1. I find this situation really vexing. It’s a problem that has a better answer but I don’t think this answer is going to be implemented. The better answer is everyone together with supportive adults who stop bullying in its tracks, who respect the students and teach self-respect and respect for others. If there are stong, intelligent, emotionally aware, caring adults at school, it could be a wonderful experience for the students. Right now it seems adults are too willing to turn away when children are bullied (for whatever reason). As to same sex schools–the best research shows there is more difference between individuals than between the “opposite” sex. So teachers should be open to good research that kids need a variety of teaching methods to help them learn. These techniques are not gender specific, they are child specific. Schools should be places of learning, kindness and encouragment for all children. If one or more student(s) has a problem with a LGBT child, there is no good reason why caring, well informed adults couldn’t resolve these issues. This isn’t my experience of schools which is why I favor home schooling at this time (when that is possible).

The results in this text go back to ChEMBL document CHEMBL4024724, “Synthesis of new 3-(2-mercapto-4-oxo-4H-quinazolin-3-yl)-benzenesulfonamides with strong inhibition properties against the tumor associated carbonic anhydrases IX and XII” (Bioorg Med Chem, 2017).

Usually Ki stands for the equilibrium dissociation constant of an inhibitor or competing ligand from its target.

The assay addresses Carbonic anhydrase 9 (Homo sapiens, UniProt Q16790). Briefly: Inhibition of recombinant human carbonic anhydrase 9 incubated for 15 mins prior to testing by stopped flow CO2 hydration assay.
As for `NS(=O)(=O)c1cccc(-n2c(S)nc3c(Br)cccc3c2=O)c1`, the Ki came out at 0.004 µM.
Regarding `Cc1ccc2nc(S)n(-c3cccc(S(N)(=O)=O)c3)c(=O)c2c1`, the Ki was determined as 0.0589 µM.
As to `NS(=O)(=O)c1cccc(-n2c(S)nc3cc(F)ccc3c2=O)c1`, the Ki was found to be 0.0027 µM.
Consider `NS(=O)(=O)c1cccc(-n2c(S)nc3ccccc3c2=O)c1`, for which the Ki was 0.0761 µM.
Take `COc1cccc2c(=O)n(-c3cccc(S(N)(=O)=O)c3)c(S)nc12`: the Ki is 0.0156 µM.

Safety has to come first. As it does not and LGBT children have an extremely high rate of bullying then I don’t see another option than to have separate schools. But I really wish adults would pull their shit together and create a safe, creative, intellectual, thoughtful, fun environment for children. If this happened children would not go out into the world with prejudices intact. They would be able to think for themselves and have a much richer life.

  2. Well, I guess you’ve never heard of the phrase: I’m what you’ve made me. Hello! The difference here is that these kids/people are not being forced and sujected to ‘keep away.’ No! They are choosing what they will, and it makes all the damn differnce in this forbearing world. What information have you been fed?

    Definitely wouldn’t wanta be ya!